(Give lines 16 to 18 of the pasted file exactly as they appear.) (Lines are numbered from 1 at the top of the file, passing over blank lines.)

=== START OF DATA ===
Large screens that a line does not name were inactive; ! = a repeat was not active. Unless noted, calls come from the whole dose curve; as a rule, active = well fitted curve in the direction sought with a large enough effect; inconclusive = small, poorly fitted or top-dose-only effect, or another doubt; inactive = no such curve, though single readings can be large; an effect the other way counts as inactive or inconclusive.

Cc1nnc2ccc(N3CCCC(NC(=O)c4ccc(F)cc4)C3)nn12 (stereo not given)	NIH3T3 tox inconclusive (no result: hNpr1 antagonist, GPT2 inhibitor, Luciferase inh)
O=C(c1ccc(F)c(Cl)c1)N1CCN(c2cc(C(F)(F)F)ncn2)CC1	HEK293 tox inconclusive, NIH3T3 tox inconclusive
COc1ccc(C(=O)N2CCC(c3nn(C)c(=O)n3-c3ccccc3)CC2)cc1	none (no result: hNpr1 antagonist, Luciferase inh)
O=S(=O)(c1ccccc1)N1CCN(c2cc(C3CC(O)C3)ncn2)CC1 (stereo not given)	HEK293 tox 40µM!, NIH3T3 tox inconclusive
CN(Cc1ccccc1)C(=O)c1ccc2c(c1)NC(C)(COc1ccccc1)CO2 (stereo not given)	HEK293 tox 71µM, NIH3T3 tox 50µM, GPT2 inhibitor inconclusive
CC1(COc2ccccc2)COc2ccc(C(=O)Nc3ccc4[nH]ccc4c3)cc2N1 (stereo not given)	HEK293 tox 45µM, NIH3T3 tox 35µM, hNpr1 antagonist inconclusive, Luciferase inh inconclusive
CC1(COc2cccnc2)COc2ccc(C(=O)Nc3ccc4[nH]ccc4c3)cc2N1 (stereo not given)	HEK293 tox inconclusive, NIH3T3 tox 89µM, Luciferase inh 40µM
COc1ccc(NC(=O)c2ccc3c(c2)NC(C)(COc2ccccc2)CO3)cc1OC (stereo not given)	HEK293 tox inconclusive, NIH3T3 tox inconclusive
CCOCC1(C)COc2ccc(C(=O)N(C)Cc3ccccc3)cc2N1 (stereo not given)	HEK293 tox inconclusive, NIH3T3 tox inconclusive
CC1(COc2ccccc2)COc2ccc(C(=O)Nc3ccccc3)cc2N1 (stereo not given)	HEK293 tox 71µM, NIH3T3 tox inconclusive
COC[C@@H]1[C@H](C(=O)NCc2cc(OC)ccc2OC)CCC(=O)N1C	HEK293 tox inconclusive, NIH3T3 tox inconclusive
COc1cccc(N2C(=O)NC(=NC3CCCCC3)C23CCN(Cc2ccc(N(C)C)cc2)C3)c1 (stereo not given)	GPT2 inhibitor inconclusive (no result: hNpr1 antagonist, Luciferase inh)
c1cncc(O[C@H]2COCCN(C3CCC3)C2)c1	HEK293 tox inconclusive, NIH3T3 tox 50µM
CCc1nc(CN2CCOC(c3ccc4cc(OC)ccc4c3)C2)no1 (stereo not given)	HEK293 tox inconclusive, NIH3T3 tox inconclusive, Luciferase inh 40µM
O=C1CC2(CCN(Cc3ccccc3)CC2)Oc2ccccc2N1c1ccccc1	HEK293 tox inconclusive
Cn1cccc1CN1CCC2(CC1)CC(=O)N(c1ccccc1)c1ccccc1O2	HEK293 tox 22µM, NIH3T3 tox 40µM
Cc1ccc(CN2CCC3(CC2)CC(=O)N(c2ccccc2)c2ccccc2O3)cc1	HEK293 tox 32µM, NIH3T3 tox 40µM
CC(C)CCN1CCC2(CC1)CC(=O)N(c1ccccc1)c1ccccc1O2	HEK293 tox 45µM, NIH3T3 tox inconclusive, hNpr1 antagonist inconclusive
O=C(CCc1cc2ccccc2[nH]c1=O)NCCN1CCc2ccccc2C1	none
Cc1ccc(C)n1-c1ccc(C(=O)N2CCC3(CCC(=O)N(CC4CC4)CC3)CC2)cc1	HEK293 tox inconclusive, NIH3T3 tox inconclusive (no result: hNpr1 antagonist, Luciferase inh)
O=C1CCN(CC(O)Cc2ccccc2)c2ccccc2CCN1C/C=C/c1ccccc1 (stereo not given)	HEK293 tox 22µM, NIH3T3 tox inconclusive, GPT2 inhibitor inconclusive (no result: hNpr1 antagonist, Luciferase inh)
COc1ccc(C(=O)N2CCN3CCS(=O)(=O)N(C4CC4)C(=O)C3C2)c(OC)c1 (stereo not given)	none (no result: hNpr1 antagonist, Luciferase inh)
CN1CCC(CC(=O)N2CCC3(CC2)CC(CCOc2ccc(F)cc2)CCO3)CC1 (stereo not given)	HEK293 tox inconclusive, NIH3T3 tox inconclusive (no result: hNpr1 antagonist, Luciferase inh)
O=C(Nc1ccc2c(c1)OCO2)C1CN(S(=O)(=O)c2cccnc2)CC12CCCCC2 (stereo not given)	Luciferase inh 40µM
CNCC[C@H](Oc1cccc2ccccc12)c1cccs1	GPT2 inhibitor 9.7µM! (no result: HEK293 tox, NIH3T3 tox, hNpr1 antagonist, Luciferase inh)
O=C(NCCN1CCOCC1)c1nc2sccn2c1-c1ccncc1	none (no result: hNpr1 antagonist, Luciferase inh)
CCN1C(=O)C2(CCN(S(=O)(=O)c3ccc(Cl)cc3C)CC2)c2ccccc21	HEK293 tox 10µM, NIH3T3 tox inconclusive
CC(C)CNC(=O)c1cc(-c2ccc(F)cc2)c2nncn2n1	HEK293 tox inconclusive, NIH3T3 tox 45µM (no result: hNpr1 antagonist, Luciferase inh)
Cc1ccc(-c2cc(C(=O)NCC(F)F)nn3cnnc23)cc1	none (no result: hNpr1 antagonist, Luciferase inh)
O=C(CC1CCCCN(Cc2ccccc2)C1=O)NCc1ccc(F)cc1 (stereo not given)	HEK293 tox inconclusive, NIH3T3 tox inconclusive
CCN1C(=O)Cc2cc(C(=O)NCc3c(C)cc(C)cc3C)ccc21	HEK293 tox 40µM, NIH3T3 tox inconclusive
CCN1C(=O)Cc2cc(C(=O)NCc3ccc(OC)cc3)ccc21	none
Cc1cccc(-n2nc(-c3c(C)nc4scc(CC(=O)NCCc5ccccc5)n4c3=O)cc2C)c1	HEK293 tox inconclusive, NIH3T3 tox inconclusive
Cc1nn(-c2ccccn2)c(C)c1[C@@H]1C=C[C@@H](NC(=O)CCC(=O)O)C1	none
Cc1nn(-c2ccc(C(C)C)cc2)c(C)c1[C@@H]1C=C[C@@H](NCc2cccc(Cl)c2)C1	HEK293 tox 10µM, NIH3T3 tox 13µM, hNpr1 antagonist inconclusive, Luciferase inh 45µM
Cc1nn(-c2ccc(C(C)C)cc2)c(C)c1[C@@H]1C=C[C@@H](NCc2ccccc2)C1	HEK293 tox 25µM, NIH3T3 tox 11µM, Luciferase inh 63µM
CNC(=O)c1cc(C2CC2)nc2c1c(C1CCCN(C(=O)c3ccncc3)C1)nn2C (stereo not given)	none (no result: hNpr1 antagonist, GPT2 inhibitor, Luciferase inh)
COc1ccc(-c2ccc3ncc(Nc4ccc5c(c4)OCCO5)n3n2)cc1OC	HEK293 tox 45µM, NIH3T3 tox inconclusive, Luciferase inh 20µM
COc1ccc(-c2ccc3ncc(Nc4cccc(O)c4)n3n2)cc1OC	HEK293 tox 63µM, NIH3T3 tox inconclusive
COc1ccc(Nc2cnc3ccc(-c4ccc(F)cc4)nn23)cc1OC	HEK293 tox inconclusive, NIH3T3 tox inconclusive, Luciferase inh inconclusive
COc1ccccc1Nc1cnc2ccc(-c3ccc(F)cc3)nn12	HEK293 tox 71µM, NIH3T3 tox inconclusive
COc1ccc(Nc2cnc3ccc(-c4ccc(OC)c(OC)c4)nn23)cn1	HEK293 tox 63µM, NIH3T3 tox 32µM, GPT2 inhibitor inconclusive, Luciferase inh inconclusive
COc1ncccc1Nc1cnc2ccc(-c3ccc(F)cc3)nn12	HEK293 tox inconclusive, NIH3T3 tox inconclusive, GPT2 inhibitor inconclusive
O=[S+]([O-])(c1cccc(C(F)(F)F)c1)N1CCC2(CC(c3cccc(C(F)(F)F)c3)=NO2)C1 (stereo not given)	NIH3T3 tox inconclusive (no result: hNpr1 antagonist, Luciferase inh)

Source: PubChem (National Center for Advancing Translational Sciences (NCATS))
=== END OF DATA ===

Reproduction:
O=C1CC2(CCN(Cc3ccccc3)CC2)Oc2ccccc2N1c1ccccc1	HEK293 tox inconclusive
Cn1cccc1CN1CCC2(CC1)CC(=O)N(c1ccccc1)c1ccccc1O2	HEK293 tox 22µM, NIH3T3 tox 40µM
Cc1ccc(CN2CCC3(CC2)CC(=O)N(c2ccccc2)c2ccccc2O3)cc1	HEK293 tox 32µM, NIH3T3 tox 40µM